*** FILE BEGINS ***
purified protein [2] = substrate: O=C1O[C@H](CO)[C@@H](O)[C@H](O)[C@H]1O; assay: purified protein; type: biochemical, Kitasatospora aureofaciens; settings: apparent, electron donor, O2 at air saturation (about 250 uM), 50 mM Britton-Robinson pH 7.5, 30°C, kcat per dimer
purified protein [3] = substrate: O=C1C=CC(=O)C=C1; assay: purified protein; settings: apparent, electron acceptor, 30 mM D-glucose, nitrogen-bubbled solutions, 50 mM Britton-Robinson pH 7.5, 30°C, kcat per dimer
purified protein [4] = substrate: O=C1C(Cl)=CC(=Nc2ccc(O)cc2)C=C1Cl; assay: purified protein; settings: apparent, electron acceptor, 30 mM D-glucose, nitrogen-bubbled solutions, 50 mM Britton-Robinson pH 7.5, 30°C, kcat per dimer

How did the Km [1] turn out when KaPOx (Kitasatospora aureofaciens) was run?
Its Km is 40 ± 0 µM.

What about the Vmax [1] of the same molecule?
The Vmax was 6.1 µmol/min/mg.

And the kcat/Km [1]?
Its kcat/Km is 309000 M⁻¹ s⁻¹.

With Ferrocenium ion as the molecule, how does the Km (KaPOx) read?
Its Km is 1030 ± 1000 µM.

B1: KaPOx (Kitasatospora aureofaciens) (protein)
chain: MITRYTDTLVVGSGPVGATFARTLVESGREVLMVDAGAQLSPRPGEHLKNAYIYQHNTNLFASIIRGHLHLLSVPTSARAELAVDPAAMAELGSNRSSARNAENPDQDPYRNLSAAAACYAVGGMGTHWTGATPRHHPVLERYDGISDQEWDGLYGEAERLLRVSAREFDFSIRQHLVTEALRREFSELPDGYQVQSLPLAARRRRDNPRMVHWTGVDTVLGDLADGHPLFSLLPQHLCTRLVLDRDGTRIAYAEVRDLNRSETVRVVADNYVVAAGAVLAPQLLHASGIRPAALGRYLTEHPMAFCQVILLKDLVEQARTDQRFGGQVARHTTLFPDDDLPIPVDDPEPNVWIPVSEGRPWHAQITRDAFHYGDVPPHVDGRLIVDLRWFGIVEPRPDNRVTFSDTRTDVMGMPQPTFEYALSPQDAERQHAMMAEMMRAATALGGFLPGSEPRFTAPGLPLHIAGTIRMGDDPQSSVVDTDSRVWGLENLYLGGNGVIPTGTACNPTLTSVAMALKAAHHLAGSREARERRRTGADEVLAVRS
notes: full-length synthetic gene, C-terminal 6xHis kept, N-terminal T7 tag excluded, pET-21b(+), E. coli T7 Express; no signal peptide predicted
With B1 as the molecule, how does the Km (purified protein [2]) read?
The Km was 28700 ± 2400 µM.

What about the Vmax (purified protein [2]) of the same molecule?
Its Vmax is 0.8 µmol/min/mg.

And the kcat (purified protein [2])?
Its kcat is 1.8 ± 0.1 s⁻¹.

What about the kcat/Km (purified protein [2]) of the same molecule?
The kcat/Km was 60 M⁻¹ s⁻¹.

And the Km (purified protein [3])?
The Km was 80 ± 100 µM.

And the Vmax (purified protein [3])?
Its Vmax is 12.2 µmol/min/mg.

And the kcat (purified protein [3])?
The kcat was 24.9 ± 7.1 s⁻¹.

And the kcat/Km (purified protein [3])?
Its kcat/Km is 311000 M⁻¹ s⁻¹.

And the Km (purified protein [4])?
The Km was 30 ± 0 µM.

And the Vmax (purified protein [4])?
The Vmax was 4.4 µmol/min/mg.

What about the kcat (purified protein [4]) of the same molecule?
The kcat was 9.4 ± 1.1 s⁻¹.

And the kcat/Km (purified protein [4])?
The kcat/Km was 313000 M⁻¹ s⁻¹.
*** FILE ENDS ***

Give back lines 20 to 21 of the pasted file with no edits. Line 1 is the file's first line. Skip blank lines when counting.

Its kcat is 1.8 ± 0.1 s⁻¹.

What about the kcat/Km (purified protein [2]) of the same molecule?